Sunday Funnies: Dilbert & The Cure for Foot-In-Mouth Disease

Angie, from NY, admitted during one of our past First Friday Breakthrough webinars that, although a successful CEO, she had a recent revelation that she finds it difficult to “know when to speak and when to shut up during development meetings and conversations with investors.” She wasn’t sure whether it was nerves, or some neurological dysfunction.

While we can’t address the possibility of a medical problem, we were reminded of some wisdom a friend shared with us about how to conduct oneself during meetings. Are you ready? If you blink, you might miss these four simple questions to ask yourself.

1. Is what I want to say kind, truthful, and helpful to the cause?

2. Does what I want to say need to be said?

3. Does what I want to say need to be said right now?

4. If it needs to be said right now, does it need to be said by me?

That’s it. Just the way we like it. Simple. Poignant. Effective.

Has your habit of trying to out-do others, or your inability to keep quiet during meetings caused problems for your career?  We’d love to hear about it.  Let us know by leaving a comment here, or on Facebook.

FLASHPOINTS: Are You LISTENING To Your Team?

BAG Screen shot 111213

Communication is an exchange of ideas, both verbal and non-verbal.

Gone is the day when a command & control leadership style of barking orders in a morning meeting effectively directs workflow for the day.  Long gone is the day when being a good manager simply meant having the right answer.  We simply can’t do it all alone!  Inspiring those around us to become proactive, critical thinkers & independent leaders means we must involve them in the creative & problem-solving process.  Remember though, effective communication is a two-way street.  To make and sustain significant change, it’s important to listen.  Sounds easy, but listening is so much more than just hearing what people say.  Can you sense their stress, loss of motivation, feelings of purpose, excitements, disappointments, and fears – even when they’re not spoken aloud?  Can you hear me now?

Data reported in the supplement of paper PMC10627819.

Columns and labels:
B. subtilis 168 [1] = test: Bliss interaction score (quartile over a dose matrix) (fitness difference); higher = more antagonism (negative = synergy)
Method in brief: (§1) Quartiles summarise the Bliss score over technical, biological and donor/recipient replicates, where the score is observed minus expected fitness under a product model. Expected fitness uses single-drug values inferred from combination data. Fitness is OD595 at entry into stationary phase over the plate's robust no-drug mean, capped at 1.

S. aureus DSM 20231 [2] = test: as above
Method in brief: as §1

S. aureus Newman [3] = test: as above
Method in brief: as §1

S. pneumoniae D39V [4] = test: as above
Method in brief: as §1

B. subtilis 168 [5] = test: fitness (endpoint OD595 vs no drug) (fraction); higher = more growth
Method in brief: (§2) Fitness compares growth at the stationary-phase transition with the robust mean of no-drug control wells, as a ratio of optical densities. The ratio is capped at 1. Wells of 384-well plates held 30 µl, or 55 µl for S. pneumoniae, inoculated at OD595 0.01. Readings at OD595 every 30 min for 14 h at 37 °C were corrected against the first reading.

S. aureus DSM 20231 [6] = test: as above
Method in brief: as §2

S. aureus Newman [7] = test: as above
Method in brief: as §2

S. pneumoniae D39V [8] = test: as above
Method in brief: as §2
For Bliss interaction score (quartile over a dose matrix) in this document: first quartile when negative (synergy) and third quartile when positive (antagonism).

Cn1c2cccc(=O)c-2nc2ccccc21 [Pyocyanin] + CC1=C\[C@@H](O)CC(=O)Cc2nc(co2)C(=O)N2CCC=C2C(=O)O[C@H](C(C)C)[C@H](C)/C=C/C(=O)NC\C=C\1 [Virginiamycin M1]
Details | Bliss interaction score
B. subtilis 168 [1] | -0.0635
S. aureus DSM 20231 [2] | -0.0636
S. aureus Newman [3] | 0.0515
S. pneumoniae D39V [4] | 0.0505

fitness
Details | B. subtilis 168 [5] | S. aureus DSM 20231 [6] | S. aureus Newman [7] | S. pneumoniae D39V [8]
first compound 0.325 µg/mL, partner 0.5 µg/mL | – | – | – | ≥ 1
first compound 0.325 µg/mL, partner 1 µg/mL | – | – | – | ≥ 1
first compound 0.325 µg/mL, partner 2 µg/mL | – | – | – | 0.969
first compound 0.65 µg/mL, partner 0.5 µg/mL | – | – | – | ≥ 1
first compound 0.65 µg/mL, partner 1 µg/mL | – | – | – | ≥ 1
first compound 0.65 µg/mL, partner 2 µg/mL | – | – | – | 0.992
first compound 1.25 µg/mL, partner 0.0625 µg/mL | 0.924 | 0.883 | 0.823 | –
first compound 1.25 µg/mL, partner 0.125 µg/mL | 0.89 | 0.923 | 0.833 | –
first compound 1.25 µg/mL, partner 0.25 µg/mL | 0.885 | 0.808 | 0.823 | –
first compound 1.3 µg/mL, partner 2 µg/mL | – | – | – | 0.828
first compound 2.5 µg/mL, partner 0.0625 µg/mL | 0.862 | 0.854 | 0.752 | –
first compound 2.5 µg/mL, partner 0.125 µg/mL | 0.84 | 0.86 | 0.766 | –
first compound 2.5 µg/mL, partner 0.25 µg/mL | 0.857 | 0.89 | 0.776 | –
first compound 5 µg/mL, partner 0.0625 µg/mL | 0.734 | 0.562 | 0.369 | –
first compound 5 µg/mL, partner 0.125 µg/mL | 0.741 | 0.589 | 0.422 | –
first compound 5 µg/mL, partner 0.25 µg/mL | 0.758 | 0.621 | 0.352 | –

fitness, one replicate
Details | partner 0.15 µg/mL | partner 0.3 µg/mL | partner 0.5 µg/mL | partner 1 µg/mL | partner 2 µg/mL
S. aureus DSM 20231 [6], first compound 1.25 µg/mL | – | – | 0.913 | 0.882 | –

How Do You Improve Team Engagement and Connection?

Participate People Climbing Gears Join Engage Involve“How do you improve team engagement and connection?” 

From caller Andi in Il “My call center company is 4 years old and my hard work is paying off with some new clients about to execute long term agreements. I am very concerned (even resentful) about the lack of energy I witness among some of my team, and that very few are as committed to our success as I am. What can I do to improve energy and engagement?”

If you want to listen to the full audio reply of Andi’s question, please click this link!

 

This will require some tough love.

If you are resentful ~you need to own the fact that you may be part of the problem. It’s hard leading teams but absolutely necessary to look in the mirror and see the reflection first.

Here are some positive steps to take in the interim:

  • catch people doing the right thing
  • help the team grow, they need to know how their good efforts are affecting the team
  • trust the team after they’ve been placed on the right seat on the bus, give them the benefit of the doubt.
  • build a sense of community, social activities, encourage community service as a team
  • most important: communicate, communicate, communicate!!

It’s important to remember the 70% of workers surveyed in US feel disengaged or actively disengaged in their jobs and company’s. It is your job to build an engaged workplace

To listen to the full audio reply to Andi’s question please click here!

 

Dilbert & The Cure for Foot-In-Mouth Disease

Angie, from NY, admitted on our First Friday Breakthrough Webinar back in October that, although a successful CEO, she had a recent revelation that she finds it difficult to “know when to speak and when to shut up during development meetings and conversations with investors.” She wasn’t sure whether it was nerves, or some neurological dysfunction.

While we can’t address the possibility of a medical problem, we were reminded of some wisdom a friend shared with us about how to conduct oneself during meetings. Are you ready? If you blink, you might miss these four simple questions to ask yourself.

1. Is what I want to say kind, truthful, and helpful to the cause?

2. Does what I want to say need to be said?

3. Does what I want to say need to be said right now?